15 hideous mistakes in tomato farming

Mistakes in tomato farming

Tomato farming is the most popular activity in most parts of the country. And most new farmers get lured into getting into the fray. But after some time in practice, they come to realize that tomatoes are quite demanding and far from easy plants to grow.

Before trying to get in tomato farming you must make sure to completely avoid these mistakes for successful farming.

When I first tried growing tomatoes in my garden everything was a mess. It was disheartening that most of my fruits were full of black spots and unpleasant holes.

I knew I had to search for all possible common mistakes that I could have been making.

It turned out that I made several mistakes some I ignored and others, I didn’t have any idea about.

Below you will find some common mistakes that you must avoid when growing tomato plants.

15 mistakes in tomato farming

The process of growing healthy and palatable tomatoes starts when you purchase the right tomato seeds or variety and ends when reaping the last tomato fruit.

Purchasing the wrong tomato type

There are different types of tomatoes to grow. One must be careful to purchase the correct type for various gardens.

See also  Tomatoes farming kenya: 8 key steps to follow for success [UPDATED]

Apparently, there are two main types of tomatoes to grow.

  • Determinate tomatoes
  • Indeterminate tomatoes

Determinate tomatoes

They grow at a set height and do not grow further. Some varieties are so strong that you do not need to prune.

They possess particular characteristic of producing all their fruits at one time and dying at the same time.

So you can be sure to have tomatoes in a short period of time.

Indeterminate tomatoes

These tomatoes are the opposite of determinate. They can grow up to 9 feet if no pruning is done. Due to their weak stems staking is important for their support.

Unlike determinate tomatoes, they can produce fruits all season without failure as long as they are grown in favourable conditions.

This is helpful since it helps to spread harvest for a long time.

Too late in planting

Waiting for too long to plant tomatoes could have adverse effects on tomato plants. Since tomatoes are warm-weather crops it’s always wise to plant early enough to avoid running into the frosty season.

Failure to seedling hardening

After spending time caring for your seeding the next session which most gardeners ignore is hardening seedlings.

Please note: Seedling hardening is not an option to avoid.

If you fail to harden your seedlings they might die or they will take too long to mature.

Hardening helps the plants to easily acclimatize to outdoor and harsh weather conditions.

Transplanting without hardening might cause plants to suffer from the shock that causes a stunt in growth and occasionally, poor harvests.

See also  How to prevent and control tuta absoluta from your tomato farm

Transplanting too early in the day

Whatever practice timing is essential. I know the eagerness to start planting when the sun starts to set up.

The perfect time to plant is in the evening when the sun is not too strong or on cloudy days.

Planting tomatoes under unfavorable conditions

For optimum growth, tomatoes are best grown in areas where there are well-drained soils and minimum temperatures of about 15 to 25°c.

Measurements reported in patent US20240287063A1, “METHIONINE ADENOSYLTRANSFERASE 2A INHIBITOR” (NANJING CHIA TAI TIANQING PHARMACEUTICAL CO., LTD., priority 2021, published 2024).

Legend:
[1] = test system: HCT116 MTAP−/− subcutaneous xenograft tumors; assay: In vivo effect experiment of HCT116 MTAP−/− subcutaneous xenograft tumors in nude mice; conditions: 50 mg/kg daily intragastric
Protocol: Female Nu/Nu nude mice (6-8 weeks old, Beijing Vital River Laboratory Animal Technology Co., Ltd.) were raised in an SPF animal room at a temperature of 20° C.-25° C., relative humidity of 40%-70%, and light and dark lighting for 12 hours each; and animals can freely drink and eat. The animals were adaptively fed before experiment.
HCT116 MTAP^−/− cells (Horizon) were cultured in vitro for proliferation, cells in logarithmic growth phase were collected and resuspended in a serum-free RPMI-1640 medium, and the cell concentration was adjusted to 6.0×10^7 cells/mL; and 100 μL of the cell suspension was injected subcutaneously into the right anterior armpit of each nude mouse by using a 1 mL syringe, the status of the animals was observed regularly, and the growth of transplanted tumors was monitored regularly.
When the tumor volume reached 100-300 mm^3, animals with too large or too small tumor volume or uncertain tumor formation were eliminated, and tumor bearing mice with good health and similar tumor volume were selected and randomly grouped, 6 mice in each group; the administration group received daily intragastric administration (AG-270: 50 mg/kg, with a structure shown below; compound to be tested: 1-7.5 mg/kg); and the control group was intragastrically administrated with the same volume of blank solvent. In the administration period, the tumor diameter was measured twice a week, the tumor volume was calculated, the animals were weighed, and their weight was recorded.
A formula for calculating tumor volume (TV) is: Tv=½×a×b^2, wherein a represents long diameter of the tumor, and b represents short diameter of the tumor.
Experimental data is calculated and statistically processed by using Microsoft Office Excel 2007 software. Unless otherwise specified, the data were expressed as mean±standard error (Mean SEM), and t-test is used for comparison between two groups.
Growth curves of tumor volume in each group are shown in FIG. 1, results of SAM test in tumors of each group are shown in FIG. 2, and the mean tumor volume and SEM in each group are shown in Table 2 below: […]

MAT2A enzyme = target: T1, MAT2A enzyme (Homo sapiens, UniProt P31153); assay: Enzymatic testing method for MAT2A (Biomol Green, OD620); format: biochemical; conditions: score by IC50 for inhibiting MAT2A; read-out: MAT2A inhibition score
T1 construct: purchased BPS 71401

Unfortunately, most farmers, tend to start planting on any farm or area they deem fit.

Tomatoes along with other plants require favourable conditions to flourish.

Shallow planting

As earlier stated, some tomato plants can grow to 9 feet tall and thus require strong and healthy roots to sustain them.

Digging shallow holes is not wise for these types of tomatoes.

It’s recommended to dig holes about 8 – 10 inches deep.

Failure to water your plants regularly

Irregular watering is detrimental to plants since it can cause fruits splitting and blossom end rot.

If you discover the above problems and yellowing of leaves, irregular watering is the source.

Splashing water on tomato leaves

The best method of watering your plants is at the base of the plant. Splashing water on their leaves can lead to increased risks of tomato diseases and fungal infections.

Taking too long to stake tomato plants

Supporting your plants should be done one week after transplanting. Staking too late will injure root systems which leads to stunted growth and poor fruit production.

Failure to prune

Pruning is the process of removing suckers from the plant which in turn allows the plant to put more energy in fruit production.

See also  The Main Benefits of Growing Tomatoes in a Greenhouse

Failure to apply fertilizer

Most new gardeners ignore the application of fertilizer thinking the plants will grow by themselves and expect high yields.

Zero fertilizer application leads to low harvest since tomatoes are heavy feeders of nutrients, especially at the flowering and fruiting stage.

Too much nitrogen application

Nitrogen is essential in good optimum growth of tomato plants but too much of it is the problem.

Before applying nitrogen fertilizer to soil it’s advisable to first mix it with compost manure to minimize the effects.

Ignoring mulching

Most farmers have a tendency of not mulching their plants. Mulching is important since it helps to keep good soil structure and unreasonable water splashing during watering.

Untimely harvesting

After all the excruciating work of caring and growing your tomatoes, harvesting too late in the day is like wasting your energy.

Fruits ripen on the vine and fall off to the ground, don’t let this mistake happen.

Sharing is caring

Leave a Reply

Your email address will not be published. Required fields are marked *